Adam Elliott blogs about movies, cinema life and other goofy things.
Movie Review: Journey 2: The Mysterious Island
by Adam Elliott,posted Feb 17 2012 2:33PM
If you’re really going to take the kids to an adventure movie, journey back to the box office and buy two tickets to the whale movie “Big Miracle.” It will be far more worth your time.
I simply do not enjoy watching disjointed kids movies that make incredibly ridiculous jumps of logic, while trying to maintain their credibility with the youth by spouting out trendy catch phrases of the day.
Journey 2: The Mysterious Island is the equally pathetic follow up to 2008’s Journey To The Center Of The Earth. Josh Hutcherson is the leftover from the first film, and is joined by Michael Caine, Luis Guzman, Dwayne Johnson and Vanessa Hudgens. I would imagine none of them will be listing this film on their resume.
Sean (Hutcherson) discovers a secret message from his grandfather (Caine) and convinces his stepfather (Johnson) to fly him to an island in the South Pacific on a school day. The stepfather-son relationship is stereotypically strained and Mom decides it’s an OK idea to help them bond.
Once there, they meet up with a willing, but low-rent tour guide (Guzman) and his daughter (Hudgens) who take them on a three-hour tour (sing it!) in search of the lost island.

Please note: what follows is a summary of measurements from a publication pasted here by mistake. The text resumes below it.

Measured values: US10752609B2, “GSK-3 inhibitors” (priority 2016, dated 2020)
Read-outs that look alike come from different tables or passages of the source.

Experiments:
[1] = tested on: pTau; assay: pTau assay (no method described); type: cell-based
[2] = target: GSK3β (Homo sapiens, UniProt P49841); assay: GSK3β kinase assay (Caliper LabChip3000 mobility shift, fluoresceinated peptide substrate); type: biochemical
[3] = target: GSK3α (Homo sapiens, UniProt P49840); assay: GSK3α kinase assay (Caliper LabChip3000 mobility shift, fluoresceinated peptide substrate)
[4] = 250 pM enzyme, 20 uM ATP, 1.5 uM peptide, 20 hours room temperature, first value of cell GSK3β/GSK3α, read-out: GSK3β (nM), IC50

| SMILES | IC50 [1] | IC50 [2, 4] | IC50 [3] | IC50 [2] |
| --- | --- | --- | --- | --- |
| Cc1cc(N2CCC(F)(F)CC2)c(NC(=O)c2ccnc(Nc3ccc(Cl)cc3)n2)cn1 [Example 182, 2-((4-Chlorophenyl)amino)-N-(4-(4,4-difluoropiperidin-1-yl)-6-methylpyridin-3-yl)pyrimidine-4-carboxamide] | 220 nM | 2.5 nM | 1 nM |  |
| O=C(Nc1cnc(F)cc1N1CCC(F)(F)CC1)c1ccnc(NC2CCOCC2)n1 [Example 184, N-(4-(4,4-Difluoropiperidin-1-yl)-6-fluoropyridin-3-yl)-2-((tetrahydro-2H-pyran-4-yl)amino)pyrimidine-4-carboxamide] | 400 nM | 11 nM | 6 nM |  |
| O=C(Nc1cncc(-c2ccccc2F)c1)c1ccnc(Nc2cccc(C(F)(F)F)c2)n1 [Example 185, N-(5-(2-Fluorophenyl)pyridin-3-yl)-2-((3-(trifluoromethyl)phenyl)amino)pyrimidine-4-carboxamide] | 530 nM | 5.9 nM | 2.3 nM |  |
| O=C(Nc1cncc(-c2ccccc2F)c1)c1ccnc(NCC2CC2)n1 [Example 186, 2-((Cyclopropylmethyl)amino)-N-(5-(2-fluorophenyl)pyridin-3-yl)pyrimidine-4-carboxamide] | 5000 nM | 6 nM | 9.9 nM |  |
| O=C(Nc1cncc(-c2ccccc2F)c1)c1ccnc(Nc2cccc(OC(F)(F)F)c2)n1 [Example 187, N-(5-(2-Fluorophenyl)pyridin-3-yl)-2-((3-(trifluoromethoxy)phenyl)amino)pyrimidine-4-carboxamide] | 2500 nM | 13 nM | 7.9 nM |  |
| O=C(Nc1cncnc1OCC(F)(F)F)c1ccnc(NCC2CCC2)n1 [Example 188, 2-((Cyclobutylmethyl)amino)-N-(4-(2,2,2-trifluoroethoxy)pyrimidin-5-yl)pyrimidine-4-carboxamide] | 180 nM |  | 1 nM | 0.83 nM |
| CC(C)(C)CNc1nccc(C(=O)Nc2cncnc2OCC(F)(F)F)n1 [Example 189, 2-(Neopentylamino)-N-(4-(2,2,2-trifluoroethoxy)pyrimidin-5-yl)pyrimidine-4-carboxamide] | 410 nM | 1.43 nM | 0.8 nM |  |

They find a hidden place of beauty, only to discover they are in danger and need to flee. That’s a pretty crappy vacation indeed.
It’s annoying to me when characters who are clearly supposed to be human are allowed superhuman powers. The fantasy of this kid’s movie is supposed to be the magic they encounter and it’s wonder. Jump-starting a submarine with a giant electric eel is magic. The Rock singing a soothing song while playing a ukulele is not magic. At least carrying around the ukulele pays off somehow.
Journey 2 may all be entertaining for tweens, with all the elephants the size of small dogs and bumble bees the size of horses. The overabundance of poop jokes, bad puns and general mediocrity will be enough to allow Mom or Dad to take a brief nap during the film. Just ask the guy who dozed off sitting a few seats away from me.
Save this as a rental for the kids. Press play and leave the room. There is nothing useful for anyone over the age of 13 here.